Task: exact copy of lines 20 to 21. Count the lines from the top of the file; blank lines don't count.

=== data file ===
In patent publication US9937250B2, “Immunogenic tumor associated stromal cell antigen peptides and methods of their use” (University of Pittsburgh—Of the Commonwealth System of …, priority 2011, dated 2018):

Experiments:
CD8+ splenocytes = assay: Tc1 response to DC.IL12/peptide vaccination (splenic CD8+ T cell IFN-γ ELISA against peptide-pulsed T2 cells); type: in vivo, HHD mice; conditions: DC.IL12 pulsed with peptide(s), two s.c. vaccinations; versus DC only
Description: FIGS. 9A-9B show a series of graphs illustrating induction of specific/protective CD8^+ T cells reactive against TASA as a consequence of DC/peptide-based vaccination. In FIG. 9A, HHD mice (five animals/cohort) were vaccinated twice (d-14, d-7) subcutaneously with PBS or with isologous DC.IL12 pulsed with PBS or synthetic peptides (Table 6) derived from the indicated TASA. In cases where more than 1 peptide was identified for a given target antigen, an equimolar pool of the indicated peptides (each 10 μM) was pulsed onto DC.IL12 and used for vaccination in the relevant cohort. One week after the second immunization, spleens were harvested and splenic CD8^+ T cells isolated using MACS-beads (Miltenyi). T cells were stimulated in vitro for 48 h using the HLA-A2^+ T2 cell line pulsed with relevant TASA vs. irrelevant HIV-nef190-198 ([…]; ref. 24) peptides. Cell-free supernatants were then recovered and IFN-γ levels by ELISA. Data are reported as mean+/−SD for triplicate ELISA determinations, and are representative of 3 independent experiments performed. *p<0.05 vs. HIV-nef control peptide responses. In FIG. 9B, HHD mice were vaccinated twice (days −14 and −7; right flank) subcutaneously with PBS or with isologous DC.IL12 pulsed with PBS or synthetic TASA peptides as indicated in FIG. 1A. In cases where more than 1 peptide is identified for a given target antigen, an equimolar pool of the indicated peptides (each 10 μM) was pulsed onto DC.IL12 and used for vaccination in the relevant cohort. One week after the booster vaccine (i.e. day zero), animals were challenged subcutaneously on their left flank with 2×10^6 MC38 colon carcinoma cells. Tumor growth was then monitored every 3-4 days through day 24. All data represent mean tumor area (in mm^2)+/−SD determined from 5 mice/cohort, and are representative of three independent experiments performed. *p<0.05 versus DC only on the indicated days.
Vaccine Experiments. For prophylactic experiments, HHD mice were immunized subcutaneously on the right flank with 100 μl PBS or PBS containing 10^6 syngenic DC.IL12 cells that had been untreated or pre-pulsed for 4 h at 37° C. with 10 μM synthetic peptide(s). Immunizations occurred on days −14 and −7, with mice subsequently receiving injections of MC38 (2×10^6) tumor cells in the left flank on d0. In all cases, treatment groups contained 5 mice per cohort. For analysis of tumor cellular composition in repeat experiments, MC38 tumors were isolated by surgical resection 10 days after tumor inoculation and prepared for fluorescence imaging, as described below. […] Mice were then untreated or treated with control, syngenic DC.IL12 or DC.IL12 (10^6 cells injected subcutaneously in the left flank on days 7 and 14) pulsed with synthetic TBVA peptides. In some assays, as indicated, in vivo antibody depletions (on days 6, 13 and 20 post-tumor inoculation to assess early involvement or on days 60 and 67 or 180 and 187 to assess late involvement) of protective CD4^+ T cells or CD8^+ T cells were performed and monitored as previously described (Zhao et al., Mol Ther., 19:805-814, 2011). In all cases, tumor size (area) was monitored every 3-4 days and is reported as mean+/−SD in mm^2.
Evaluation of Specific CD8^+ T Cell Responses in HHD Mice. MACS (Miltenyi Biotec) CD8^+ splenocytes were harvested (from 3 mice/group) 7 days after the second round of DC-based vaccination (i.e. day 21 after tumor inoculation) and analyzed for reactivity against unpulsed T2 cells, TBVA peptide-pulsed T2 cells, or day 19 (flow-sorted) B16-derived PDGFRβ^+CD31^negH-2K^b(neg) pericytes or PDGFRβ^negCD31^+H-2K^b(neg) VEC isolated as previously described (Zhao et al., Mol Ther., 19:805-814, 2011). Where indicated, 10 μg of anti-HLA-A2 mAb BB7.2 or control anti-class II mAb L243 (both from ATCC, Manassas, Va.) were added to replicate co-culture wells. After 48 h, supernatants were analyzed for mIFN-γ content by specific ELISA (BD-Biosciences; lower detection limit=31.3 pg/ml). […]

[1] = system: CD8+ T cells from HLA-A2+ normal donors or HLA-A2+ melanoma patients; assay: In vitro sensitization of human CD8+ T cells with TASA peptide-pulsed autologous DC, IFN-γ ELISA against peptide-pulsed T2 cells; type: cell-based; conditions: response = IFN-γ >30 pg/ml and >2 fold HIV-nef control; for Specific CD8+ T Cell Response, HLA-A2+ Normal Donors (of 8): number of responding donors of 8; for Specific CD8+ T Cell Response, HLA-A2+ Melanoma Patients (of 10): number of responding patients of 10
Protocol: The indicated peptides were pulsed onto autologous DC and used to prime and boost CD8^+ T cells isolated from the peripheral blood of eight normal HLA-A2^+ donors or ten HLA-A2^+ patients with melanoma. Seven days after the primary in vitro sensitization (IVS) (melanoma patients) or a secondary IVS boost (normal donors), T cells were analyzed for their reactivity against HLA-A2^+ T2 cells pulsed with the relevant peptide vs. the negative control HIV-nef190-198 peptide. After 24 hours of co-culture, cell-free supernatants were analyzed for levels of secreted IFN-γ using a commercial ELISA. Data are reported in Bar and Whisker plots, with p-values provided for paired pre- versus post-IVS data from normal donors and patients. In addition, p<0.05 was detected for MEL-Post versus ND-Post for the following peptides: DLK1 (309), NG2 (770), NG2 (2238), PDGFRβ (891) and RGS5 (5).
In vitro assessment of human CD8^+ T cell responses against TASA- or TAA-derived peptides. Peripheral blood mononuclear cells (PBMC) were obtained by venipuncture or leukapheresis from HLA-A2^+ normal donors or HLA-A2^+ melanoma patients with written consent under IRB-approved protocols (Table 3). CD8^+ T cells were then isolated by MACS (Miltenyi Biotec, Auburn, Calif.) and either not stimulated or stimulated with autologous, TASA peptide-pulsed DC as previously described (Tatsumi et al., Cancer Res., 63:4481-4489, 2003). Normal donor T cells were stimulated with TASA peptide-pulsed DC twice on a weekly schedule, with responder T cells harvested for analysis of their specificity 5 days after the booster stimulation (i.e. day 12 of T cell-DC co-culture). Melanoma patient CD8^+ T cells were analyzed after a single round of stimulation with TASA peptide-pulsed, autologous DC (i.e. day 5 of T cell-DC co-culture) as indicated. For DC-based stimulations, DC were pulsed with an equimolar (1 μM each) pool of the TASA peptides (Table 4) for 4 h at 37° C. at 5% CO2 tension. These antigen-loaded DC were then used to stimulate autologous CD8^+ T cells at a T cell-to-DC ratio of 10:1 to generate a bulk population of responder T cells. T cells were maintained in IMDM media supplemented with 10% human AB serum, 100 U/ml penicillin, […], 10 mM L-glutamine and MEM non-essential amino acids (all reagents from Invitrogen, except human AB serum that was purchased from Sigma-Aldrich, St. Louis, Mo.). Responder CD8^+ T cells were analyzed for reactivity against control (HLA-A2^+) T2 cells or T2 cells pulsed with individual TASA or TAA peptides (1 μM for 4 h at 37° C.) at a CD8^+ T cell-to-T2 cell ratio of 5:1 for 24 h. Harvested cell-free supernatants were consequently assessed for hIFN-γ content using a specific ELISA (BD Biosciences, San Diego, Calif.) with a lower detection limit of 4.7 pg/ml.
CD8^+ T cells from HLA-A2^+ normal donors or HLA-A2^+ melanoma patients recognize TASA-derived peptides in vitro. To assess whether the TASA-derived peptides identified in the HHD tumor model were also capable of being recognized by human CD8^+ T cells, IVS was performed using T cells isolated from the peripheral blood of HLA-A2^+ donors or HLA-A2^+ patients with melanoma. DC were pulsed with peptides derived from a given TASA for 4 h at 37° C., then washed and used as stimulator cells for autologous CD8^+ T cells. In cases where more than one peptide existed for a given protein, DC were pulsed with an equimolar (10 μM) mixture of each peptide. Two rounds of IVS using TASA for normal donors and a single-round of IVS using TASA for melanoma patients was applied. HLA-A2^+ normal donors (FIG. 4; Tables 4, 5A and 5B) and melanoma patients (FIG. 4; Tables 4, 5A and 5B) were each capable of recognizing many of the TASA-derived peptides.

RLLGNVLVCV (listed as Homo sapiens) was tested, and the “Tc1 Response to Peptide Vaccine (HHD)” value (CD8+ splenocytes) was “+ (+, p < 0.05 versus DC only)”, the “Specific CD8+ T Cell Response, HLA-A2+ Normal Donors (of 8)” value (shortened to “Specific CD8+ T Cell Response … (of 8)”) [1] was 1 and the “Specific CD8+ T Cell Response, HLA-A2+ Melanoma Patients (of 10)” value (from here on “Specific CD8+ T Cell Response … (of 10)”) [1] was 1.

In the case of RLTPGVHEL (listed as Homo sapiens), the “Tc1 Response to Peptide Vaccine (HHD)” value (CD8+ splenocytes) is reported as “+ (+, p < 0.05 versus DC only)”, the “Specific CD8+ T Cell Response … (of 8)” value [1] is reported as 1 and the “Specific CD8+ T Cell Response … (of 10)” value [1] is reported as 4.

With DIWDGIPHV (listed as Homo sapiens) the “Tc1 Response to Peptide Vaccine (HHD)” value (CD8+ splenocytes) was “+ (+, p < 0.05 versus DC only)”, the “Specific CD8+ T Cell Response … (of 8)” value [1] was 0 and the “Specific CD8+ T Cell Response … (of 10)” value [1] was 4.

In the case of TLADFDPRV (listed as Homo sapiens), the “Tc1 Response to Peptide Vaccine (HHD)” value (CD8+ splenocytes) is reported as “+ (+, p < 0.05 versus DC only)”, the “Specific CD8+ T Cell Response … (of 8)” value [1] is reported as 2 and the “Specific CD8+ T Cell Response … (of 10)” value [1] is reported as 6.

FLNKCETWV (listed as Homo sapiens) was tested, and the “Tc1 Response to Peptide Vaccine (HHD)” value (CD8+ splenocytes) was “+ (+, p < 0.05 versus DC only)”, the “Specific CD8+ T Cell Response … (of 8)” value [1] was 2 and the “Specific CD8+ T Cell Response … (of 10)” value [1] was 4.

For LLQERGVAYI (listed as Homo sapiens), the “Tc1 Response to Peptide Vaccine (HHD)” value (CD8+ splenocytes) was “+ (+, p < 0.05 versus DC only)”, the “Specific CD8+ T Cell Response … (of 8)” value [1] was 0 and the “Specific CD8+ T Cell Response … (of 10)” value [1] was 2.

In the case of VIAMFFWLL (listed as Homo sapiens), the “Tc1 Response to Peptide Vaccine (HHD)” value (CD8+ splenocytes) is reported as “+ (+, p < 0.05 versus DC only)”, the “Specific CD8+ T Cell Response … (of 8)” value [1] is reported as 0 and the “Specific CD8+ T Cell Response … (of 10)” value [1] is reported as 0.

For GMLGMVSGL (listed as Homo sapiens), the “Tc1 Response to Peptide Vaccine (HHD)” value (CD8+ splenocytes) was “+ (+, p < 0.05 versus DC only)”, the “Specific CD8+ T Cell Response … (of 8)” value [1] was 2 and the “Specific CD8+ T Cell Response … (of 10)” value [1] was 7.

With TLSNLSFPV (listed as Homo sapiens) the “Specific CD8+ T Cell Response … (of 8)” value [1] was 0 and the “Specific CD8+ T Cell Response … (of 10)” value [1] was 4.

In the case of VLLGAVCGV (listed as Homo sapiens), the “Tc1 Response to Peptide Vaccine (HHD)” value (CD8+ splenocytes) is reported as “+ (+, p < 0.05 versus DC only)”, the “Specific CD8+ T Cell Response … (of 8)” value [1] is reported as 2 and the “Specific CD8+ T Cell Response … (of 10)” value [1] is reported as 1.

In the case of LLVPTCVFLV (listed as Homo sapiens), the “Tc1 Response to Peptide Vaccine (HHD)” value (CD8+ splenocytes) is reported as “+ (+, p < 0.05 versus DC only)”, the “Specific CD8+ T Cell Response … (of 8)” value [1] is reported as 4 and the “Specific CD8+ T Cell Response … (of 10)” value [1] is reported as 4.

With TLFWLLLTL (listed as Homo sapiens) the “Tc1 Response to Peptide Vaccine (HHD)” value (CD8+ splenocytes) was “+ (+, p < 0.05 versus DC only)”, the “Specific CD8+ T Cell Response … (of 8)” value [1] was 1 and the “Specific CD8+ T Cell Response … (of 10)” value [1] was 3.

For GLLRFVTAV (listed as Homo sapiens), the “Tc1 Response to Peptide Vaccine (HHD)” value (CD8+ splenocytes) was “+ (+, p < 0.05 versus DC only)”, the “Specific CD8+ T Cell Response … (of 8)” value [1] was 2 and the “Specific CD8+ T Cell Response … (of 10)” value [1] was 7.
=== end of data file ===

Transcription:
In the case of VLLGAVCGV (listed as Homo sapiens), the “Tc1 Response to Peptide Vaccine (HHD)” value (CD8+ splenocytes) is reported as “+ (+, p < 0.05 versus DC only)”, the “Specific CD8+ T Cell Response … (of 8)” value [1] is reported as 2 and the “Specific CD8+ T Cell Response … (of 10)” value [1] is reported as 1.

In the case of LLVPTCVFLV (listed as Homo sapiens), the “Tc1 Response to Peptide Vaccine (HHD)” value (CD8+ splenocytes) is reported as “+ (+, p < 0.05 versus DC only)”, the “Specific CD8+ T Cell Response … (of 8)” value [1] is reported as 4 and the “Specific CD8+ T Cell Response … (of 10)” value [1] is reported as 4.